Craft projects using glass often require you to glue glass to glass. This is a guide about gluing glass to glass.
I am gluing glass to painted glass with E6000. It seems to be dissolving the paint when attached. Is there another type glue that would not have this reaction to paint?
Try sealing the painted pieces first then adhere with the E6000.
I want to repair a cracked outside mirror on my car. I plan to lay a new mirror on top of the previous mirror. The repair will need to be able to tolerate heat, humidity, and vibration. I will not be able to use a UV type glue. What is the best to use? Ideas and suggestions please.
The bond will be literally in the dark if you sandwich the replacement mirror on top of the broken mirror. No worries about UV. Heat , yes. A silicone adhesive should be find for something held vertically and the object is light in weight Good luck. Post a pic on There I fixed it. Maybe I'll see your handiwork
I don't know where you live, but in USA the best bet is to go to a junkyard and get a replacement mirror for your model of car.
Abigail , I was at a junkyard Thursday pulling parts off a 1984 rx7. I can tell you 85% of the time , pulling a part off will take longer than you think I like the posters solution. Only if it's not a collectible car!
I am doing a project where I want to glue beach glass to glass. The glue has to be transparent. I plan on grouting around the pieces of glass for more effect. Which glue should I use, E6000 or Gorilla Glue, or something else?
E6000 It is good for everything. Secret is to let it set for couple hours
Clear silicon sealent like Bison Poly Max if you need the glue to be transparent or some aquarium glue.
My microwave oven plate is getting cracked. What type of glue can I use for glueing it or joining it together?
I need to find a glue that will firmly secure glass beads and marbles to a window pane, that also dries clear. I need it for a kindergarten class project for their school auction. Any suggestions?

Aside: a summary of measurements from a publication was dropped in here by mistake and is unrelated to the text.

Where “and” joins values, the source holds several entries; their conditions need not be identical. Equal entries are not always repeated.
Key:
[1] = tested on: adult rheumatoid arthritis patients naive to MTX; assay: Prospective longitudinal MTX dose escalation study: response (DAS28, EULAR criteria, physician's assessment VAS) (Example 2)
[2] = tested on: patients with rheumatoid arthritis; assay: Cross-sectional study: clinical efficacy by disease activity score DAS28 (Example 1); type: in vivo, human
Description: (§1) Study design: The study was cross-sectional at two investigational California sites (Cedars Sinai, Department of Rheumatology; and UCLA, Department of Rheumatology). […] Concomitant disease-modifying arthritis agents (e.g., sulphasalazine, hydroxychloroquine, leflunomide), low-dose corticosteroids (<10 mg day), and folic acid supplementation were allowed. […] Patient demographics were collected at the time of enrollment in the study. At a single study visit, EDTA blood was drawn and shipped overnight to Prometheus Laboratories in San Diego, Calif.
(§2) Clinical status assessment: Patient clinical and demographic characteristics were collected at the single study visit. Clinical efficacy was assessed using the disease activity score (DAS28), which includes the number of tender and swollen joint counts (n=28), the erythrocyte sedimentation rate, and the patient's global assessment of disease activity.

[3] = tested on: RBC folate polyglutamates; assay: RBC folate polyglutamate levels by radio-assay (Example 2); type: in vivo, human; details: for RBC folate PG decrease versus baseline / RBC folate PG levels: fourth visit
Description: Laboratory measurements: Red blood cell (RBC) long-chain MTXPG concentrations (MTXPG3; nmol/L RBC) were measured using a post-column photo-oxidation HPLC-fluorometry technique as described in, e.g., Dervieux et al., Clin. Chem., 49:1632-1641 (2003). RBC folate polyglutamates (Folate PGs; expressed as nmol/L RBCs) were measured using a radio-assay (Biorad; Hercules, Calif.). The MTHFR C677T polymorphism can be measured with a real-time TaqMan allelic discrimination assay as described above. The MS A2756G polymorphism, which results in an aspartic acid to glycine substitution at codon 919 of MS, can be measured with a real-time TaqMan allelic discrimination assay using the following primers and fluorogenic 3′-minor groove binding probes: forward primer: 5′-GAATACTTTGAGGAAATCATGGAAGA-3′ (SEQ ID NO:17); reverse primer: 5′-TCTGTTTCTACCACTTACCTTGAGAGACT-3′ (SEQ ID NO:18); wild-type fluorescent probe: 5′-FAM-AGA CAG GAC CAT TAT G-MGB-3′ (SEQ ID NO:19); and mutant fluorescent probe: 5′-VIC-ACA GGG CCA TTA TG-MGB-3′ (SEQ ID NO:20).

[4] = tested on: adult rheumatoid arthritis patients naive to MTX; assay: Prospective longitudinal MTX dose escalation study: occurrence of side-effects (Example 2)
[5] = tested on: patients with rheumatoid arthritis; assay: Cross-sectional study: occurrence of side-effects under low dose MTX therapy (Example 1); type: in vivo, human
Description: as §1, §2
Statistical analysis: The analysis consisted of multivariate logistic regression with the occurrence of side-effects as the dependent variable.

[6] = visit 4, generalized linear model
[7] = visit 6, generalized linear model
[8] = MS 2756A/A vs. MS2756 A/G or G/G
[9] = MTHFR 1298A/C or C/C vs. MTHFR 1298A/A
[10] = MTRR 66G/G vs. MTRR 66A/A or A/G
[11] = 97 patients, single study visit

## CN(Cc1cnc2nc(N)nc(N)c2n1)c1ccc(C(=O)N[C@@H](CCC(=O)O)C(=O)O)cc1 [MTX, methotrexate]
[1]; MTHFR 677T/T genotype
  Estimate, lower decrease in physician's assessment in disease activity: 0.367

By Kylie R.
I would think that E 5000 glue would work but you have to sand the glass a bit and then the marbles too, to help them stick well.
http://www.thistothat.com/ is a website that tells you which glue to use for whatever you need to glue together. Just enter the two items and you will be given the info that you need. Good luck.
Margaret from Denton, Texas
I have a clear glass fish that sits on an LED lighted base. A piece broke off and I am looking for a glue that will still allow the light to shine through to the broken fin piece once it is repaired. Any suggestions?
E6000 will work. It's great for glass. I sell tons of it in my craft shop. You should be able to find it locally.
I hv found that the best glue here is super glue. but epoxy might also work. Or you cd file down the broken glass edge of the fish fin!
I have used several glues to glue glass to glass. I started with E-6000, but found that the tube of glue was useless after 2 or 3 uses. It wouldn't bond anything anymore. I switched to Gorilla Glue. I use the water activated kind. You just run a damp washcloth over each piece of what you are gluing. It expands a bit while drying to fill holes, and best of all the glue in the bottle doesn't dry up.
What kind of glue do you use to glue items (glass pebbles, bottle bottoms, tiles) to glass?
By Yolanda P
My friend did a Redneck Wine Glass, and she sanded the surfaces and used a 6000 glue.
They have stuck together really well. You have to take sandpaper and sand down one or both of the surfaces to get the glass surfaces to stick to other glass surfaces.
Glass to Glass
For the strongest, fastest, and most invisible bond we recommend:
If Loctite is not available in your area, or you live in Alaska in the winter where there is no available UV light, we recommend:
Another fast alternative that will do the job, but not as strong, is
Zap-a-Gap if you have gaps to fill
If the bond has to hold up to solvents use:
The least toxic, yet not as strong, alternative is:
Whenever you are gluing glass you must consider the visibility of the adhesive. If the glass is translucent or transparent, you will want a glue that dries as clear as possible.
Before gluing any glass bond be sure that the glass is clean, free of any oil (even from your fingers) and dry.
E6000- available in craft stores as well as home improvement stores, Walmart, etc.